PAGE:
Answer in brief: 1. Yes, concrete ring beams, sized to counter thrust/loads from calculation of the principle vaulted structure. 2. No timber floorboards; it is a full masonry floor system. 3. I believe that the roof was not properly waterproofed, owing to how extensively it was leaking when I last saw the building. Further, the building in general is very poorly designed for an earth building in a monsoon climate like Ethiopia’s, and therefore the wetting related pathologies are expected to be quite extensive (e.g. oversights in detailing of waterproofing, coping/overhangs, drainage system, sills, damp-proof course, basement/substructure, plasters, etc.). 4. This structure was not designed with sufficient consideration for seismic activity in the rift valley; therefore, the model should not be considered as a reproduceable model without extensive further research in structural design and detailing for seismic conditions. 5. Steel reinforcement was retrofitted, as the Hydraform interlocking block was not properly specified for the building (the Hydraform system does not interlock in more than one direction, therefore it is not appropriate for walls of more than one wythe/course in thickness).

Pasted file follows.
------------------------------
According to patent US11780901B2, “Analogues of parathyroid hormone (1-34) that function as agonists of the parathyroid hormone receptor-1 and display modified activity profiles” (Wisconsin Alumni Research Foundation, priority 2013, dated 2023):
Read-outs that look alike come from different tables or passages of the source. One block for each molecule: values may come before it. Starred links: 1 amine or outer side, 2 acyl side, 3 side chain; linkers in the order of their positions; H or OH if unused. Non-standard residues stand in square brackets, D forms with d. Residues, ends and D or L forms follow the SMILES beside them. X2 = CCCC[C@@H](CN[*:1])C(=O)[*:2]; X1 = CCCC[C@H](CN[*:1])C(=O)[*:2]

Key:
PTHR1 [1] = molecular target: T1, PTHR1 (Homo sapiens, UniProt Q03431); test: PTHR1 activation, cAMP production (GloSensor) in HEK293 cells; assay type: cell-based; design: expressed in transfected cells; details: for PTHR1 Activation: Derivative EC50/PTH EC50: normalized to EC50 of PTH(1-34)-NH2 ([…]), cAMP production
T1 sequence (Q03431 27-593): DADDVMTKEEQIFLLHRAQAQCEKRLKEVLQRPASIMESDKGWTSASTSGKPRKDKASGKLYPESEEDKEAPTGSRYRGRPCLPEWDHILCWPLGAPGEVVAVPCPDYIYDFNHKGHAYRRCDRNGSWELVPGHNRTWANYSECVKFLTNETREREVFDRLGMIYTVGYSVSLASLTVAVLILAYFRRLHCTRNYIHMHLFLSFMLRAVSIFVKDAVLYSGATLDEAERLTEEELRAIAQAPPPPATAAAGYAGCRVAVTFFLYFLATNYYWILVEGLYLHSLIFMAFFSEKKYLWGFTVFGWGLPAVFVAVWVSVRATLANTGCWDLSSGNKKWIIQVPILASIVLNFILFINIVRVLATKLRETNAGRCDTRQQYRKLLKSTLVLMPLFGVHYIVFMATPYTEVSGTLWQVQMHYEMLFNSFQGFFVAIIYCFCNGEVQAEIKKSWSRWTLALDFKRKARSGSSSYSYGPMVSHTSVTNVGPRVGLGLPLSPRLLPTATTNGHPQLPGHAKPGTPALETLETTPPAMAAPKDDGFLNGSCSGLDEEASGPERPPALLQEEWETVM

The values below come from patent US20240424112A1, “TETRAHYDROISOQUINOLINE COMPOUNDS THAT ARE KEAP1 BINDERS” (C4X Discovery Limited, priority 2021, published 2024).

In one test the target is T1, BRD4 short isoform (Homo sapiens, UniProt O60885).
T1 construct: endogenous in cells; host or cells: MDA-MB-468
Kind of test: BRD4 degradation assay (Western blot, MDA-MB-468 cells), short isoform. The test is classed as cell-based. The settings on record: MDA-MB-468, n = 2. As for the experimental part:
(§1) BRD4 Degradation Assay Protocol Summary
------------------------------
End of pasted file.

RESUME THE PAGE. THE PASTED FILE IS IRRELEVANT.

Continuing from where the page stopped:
Comment by limacon24

Thanks ever so much for your reply lara, very helpful indeed. I’ve emailed your gmail as i may try to visit eiabc in a few weeks via kigali.

Comment by Max

Also is there any steel reinforcement or cement binder used in the loam walls?

Comment by Max

Hey there,i’m 5th year architectural student from mekelle, architecture school and i just wanted to say your project is very inspirational, helpful,detailed and over all updated .i would just like to say keep it up it’s really helpful and that your efforts are really appropriated here,not only by me but generally your project is really famous among me and my friends…..and the inverted chain idea is real one for the books….hats off to you.

Comment by Bisrat Yifalign

Thanks very much, Bisrat. Please be critical of this project and work with local engineers to develop solutions which also address the seismic requirements in Mekele and northern Ethiopia. Best of luck to you! I hope very much to return in future.

Comment by limacon24